2019, April 23 - 12:00am

Audioburst, a startup that uses AI technology to extract the best bits from podcasts and talk radio to create new listening experiences, has raised an additional $10 million in strategic funding from Dentsu and Hyundai Motor Company. The new round is focused on helping Audioburst further expand into advertising and in vehicles. It also precedes the company’s planned launch into Japan at the end of 2019.

Dentsu and Hyundai join Audioburst’s other strategic investors, Samsung Ventures, Nippon Broadcasting, and Advanced Media, Inc., and bring the company’s total raise to date to $25 million.

The startup today ingests and indexes millions of audio segments per day, then uses AI technology — including Automatic Speech Recognition and Natural Language Understanding — to create products like a searchable library of audio, personalized audio feeds and news briefs, notifications and more.

Through an API, partners can integrate Audioburst’s personalized feeds into their own smart speakers, mobile, in-car infotainment systems and other products.

The investment from the international ad agency Dentsu, headquartered in Tokyo, will see the company working with Audioburst to create a market for personalized audio in Japan. Brands will leverage the technology to target listeners with more personalized ads based on an improved understanding of customers’ interests.

“Personalized advertising in the radio space has been limited to-date. In addition, the emergence of voice-activated services and audio content have provided a rapidly growing advertising opportunity for our clients,” noted Hideki Ishibashi, managing director of Dentsu Innovation Initiative, in a statement.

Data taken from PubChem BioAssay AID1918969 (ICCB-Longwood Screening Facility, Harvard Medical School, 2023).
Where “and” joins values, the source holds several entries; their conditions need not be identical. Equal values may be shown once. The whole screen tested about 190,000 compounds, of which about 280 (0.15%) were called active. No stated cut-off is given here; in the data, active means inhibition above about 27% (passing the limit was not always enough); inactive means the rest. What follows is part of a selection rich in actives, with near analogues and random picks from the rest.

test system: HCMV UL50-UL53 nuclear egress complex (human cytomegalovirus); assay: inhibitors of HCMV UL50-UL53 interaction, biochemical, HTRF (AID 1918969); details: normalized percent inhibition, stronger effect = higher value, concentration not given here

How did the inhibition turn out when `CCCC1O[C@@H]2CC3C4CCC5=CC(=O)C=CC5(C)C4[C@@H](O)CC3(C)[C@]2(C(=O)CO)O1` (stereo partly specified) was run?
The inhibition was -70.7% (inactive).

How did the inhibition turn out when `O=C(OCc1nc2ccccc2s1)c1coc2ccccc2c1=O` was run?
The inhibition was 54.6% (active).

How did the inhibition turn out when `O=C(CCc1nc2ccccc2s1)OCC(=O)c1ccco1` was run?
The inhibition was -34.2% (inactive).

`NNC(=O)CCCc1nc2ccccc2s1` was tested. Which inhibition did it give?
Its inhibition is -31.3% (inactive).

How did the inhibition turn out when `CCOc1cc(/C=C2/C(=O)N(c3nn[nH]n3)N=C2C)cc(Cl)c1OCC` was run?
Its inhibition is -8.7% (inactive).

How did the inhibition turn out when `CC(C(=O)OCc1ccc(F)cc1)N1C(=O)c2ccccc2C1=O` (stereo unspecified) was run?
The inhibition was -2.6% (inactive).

Audioburst is not alone in working to create personalized listening experiences as a channel for advertising — Spotify, for example, is doing this with music. And this year, it even opened up its flagship product, the personalized Discover Weekly playlist, to brand sponsorships. Pandora also lets advertisers personalize their messages by leveraging listener data. And as podcasts have become a new priority for streaming services like this, ad personalization will follow as listeners stream more non-music audio.

Meanwhile, Audioburst will work with Hyundai — which contributed half ($5 million) of the $10 million investment — to develop a new in-car infotainment system that includes a personalized audio search experience and playlists that customers can access via voice commands.

“At Hyundai, our mission is to have our cars connected by 2020 and provide our customers with the best possible in-car experience,” said Dr. Yun-seong Hwang, vice president of Hyundai Motor Company. “Partnering and investing in Audioburst ensures we will lead the charge in a data-driven first class audio experience.”

Hyundai’s investment follows a December 2018 Audioburst partnership with LGE, which focused on building new infotainment systems for automakers. That deal was the first to use Audioburst’s Deep Analysis API, which adds an additional level of metadata categorization in order provide a more in-depth understanding of the content users searched for. The Hyundai deal will now leverage this API, as well.

Audioburst also has strategic partnerships with Bytedance, Bose, Harman and more.

Categories: Business News

Confirmed: Pax Labs raises $420 million at a valuation of $1.7 billion

2019, April 22 - 7:00pm

Pax Labs, the popular vape maker, has today confirmed the close of a $420 million equity round, including from existing investors Tiger Global Management and Tao Capital Partners, and new investors including Prescott General Partners.

A Pax Labs spokesperson confirmed to TechCrunch that the post-money valuation for Pax Labs is $1.7 billion.

The Information first reported the round, but we’ve confirmed the specific details, including funding amount and valuation.